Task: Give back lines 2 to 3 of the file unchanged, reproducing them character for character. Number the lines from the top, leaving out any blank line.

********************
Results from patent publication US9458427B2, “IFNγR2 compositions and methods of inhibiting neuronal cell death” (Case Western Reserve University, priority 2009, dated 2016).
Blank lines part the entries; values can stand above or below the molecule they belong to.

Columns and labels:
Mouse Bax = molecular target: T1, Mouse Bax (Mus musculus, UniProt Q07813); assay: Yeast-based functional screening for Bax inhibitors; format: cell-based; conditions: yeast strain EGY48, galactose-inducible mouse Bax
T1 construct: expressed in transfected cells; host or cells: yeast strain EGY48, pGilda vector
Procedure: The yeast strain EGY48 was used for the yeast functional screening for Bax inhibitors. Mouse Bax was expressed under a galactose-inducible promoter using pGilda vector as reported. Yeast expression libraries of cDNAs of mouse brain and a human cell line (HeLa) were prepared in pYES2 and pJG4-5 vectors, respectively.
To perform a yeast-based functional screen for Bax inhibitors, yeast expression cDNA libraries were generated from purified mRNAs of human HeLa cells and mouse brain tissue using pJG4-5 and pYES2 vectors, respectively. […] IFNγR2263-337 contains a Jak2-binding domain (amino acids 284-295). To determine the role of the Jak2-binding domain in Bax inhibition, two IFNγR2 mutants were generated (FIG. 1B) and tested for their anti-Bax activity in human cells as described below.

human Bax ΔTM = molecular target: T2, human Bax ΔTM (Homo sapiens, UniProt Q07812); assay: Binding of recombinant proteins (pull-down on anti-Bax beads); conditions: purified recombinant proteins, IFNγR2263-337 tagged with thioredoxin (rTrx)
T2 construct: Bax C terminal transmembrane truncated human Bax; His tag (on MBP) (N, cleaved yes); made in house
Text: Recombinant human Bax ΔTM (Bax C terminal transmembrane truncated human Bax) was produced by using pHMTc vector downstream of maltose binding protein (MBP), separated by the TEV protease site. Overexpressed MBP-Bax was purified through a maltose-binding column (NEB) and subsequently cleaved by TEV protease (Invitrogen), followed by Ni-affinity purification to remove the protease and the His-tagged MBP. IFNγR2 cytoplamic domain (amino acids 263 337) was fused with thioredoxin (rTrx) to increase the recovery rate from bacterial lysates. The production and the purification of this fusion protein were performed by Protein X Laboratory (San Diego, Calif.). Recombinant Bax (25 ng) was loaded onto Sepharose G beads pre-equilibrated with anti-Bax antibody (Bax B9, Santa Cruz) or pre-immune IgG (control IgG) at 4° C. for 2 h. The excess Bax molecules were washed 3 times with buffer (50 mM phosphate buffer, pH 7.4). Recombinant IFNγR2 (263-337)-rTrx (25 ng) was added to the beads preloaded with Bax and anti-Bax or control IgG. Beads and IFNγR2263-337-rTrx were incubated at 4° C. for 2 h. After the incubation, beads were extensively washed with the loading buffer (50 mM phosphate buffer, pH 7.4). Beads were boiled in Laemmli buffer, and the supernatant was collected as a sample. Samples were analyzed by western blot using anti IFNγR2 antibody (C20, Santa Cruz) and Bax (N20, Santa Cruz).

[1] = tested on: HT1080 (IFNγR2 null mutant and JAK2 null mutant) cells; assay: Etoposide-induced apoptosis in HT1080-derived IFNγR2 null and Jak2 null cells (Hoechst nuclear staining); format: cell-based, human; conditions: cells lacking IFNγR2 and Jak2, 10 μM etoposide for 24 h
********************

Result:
Blank lines part the entries; values can stand above or below the molecule they belong to.

Columns and labels: